Fandom spends so much time making sure that we understand that not only is Kylo the real victim of The Last Jedi (typically because of LUKE, not SNOKE in the wake of The Last Jedi) and a survivor of childhood abuse at that, that they kind of just… make shit up in the process in order to make sure that Kylo is seen as a sympathetic character. Even though… he’s not really.
Let’s be very real here: This sort of steaming hot take is only possible because he’s a “handsome” white male villain and fandom loves a white male villain they can redeem and claim isn’t responsible for his own actions.
Kylo Ren and Ben Solo aren’t the same character.
One’s a vaguely interesting villain with the potential to be terrifying that has, as of The Last Jedi, gone under-explored in favor of trying to canonize his woobifcation (thanks Rian!).
The other is peak white villain woobification combined with a hefty dose of fandom racism.
New post up on Patreon for folks at the $3 Tier about how I have no idea who that noble lost prince Ben Solo is because he’s even more made up than the rest of the characters in the franchise – because he’s largely made up by fandom.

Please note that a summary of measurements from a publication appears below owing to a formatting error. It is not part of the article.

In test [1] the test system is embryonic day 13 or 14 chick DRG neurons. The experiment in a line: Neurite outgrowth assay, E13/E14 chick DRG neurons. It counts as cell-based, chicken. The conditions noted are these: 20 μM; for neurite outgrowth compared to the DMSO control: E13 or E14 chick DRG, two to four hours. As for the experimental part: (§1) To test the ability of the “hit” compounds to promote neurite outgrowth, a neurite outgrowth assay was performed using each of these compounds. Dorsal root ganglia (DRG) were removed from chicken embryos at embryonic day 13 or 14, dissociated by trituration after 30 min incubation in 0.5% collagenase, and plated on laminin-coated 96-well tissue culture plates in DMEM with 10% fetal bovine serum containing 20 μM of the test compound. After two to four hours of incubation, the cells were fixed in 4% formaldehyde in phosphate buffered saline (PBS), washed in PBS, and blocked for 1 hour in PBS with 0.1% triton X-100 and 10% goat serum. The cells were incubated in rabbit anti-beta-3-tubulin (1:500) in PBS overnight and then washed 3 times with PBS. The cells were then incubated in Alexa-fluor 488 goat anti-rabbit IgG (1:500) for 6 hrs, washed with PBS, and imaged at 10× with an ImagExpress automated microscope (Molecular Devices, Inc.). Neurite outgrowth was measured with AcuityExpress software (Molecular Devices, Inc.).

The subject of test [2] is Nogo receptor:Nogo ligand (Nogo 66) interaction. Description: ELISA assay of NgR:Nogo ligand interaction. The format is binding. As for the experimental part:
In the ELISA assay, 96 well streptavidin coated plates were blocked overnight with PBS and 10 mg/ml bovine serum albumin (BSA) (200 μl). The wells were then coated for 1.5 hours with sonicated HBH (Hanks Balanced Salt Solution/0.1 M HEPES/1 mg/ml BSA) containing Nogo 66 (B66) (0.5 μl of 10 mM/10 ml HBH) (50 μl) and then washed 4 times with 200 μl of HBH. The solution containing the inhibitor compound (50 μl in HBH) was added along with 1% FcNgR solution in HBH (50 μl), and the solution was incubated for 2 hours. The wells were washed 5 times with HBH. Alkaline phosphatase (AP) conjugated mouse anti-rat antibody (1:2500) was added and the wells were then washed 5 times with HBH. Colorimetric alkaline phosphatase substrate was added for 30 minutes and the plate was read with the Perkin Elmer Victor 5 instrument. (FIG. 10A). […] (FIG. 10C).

Aside from sharing links to my Patreon posts when I post them here and sharing my work/image posts for my work, y’all can actually support me WITHOUT SPENDING MONEY* by following my website and becoming a subscriber!
If you enjoy the content I post here, this is the best way to get the good stuff. I’m talking edited pieces, book reviews, and the like. Sure, Patreon subscribers tend to get some stuff first, but subscribers get book/movie reviews and timely snark well… on time.
Why else should you follow my website? Well, following my website will get you content that I forget to post anywhere else, the occasional sporadic attempt to be a better book blogger, original and fan fiction on a better layout than my tumblr one, and news about books I’m in/things I’m writing that probably won’t make it here. (Occasionally, when I have money, I even do giveaways!)
Right now, including email followers, I’m at 280 followers on my website and it’d be AWESOME to get to (or surpass) 300 followers by the end of the month!